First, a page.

published on 30 January 2012
The Christian Church has been in an uneasy relationship with sexuality nearly since her inception. In such a context, affirming sexuality is extremely difficult. The Biblical record does not appear to affirm human sexuality either. Yet, there is some evidence to affirm human sexuality in the Biblical text if we examine the ancient Hebrew way of knowing, which is deeply psychological and geared toward community.
The ancient Hebrew way of ‘knowing’ is always moving forward. It is a process in which three movements can be perceived: differentiation, recognition, and community. First, the ancient Hebrew mind, to understand a given problem, must sense what information is discrepant. The individual wishes to hear and see personally the discrepant information. Once differences have been determined, similarities are seen, and may outnumber the differences between individuals. Finally, in recognizing similarities, the Hebrew mind invites the other person into community, for within that other individual the work of God is detected. The Hebrew way of ‘knowing’ is a holistic, personal movement in which all the senses are used.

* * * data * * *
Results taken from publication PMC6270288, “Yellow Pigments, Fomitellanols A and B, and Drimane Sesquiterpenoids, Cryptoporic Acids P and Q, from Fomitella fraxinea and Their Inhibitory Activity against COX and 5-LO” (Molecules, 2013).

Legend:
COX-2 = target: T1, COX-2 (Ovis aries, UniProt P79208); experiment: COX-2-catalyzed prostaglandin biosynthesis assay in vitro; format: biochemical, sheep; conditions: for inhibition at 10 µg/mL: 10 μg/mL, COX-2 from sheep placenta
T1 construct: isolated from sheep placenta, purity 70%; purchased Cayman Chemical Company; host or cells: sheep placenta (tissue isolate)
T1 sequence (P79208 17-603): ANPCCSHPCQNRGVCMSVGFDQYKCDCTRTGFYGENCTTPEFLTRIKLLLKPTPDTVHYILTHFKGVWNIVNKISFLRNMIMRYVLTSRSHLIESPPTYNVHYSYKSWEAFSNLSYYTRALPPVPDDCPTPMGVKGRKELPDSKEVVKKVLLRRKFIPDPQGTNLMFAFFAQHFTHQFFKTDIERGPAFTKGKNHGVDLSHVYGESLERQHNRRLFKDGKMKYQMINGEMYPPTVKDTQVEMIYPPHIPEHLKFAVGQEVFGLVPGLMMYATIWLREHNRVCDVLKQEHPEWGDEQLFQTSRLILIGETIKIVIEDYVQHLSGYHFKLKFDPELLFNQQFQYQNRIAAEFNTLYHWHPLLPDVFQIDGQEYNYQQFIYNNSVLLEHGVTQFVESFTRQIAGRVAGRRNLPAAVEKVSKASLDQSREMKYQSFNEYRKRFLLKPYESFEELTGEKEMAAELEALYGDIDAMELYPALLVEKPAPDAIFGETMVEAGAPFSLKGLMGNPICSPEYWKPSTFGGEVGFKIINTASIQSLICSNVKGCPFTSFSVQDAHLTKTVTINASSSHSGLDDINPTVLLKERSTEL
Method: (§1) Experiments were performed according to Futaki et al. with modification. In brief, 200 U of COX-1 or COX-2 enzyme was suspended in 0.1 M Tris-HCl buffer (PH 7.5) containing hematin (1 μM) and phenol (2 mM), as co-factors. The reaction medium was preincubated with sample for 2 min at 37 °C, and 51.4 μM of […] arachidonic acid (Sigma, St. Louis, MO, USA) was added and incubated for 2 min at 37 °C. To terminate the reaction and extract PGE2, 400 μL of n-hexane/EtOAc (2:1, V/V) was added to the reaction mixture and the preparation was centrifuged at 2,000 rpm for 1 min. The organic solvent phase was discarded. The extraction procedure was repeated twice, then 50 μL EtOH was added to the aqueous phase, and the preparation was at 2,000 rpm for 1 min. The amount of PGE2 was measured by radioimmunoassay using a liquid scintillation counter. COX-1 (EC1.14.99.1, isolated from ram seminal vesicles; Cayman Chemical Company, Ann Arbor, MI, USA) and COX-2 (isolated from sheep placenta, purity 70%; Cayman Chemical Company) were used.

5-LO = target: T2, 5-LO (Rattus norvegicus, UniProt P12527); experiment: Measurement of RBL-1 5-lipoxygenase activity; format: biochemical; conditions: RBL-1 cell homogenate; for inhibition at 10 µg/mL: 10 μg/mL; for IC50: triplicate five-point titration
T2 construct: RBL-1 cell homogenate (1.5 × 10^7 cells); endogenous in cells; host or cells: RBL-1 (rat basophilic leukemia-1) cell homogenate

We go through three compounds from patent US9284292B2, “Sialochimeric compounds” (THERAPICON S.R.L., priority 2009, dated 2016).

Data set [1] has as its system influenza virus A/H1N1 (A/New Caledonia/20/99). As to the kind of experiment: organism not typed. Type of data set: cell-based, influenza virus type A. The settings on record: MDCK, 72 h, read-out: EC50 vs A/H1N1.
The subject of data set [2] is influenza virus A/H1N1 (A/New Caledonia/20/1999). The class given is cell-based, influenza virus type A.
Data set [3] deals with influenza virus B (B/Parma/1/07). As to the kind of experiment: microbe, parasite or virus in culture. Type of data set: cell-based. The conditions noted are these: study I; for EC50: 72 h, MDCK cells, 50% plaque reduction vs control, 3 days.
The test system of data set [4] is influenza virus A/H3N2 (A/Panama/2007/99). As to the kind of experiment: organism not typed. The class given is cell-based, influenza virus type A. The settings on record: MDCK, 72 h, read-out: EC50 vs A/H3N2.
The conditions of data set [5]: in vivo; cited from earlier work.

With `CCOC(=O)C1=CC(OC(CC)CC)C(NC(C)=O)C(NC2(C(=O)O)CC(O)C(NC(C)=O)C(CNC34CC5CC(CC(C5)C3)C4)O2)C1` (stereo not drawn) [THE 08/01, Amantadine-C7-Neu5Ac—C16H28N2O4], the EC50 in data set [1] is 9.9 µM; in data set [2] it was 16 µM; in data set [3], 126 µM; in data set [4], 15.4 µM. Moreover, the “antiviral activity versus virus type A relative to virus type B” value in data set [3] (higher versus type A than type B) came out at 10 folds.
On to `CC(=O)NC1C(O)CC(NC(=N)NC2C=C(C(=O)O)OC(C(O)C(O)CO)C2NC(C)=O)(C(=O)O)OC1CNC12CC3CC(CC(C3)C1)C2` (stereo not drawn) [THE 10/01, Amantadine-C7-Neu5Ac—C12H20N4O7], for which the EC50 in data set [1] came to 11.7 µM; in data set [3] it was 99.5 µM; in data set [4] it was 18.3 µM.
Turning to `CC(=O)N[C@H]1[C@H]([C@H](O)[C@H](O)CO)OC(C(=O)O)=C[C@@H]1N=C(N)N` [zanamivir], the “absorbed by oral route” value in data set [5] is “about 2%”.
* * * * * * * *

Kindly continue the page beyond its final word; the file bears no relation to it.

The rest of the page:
Using this paradigm for ‘knowing’, the Genesis creation story can be interpreted in a way that embraces sexuality. The Hebrew understanding of how humans relate with each other gives us clues to what Hebrew Biblical writers may have actually meant when they state that Adam ‘knew’ Eve, or that Abraham ‘knew’ Sarah. Their ‘knowing’ involved far more than sexual intercourse and an ensuing conception of a child. Indeed, the ancient Hebrew way of ‘knowing’ was deeply relational and took a great deal of personal interaction to develop.
Student World, Vol.64 (2004)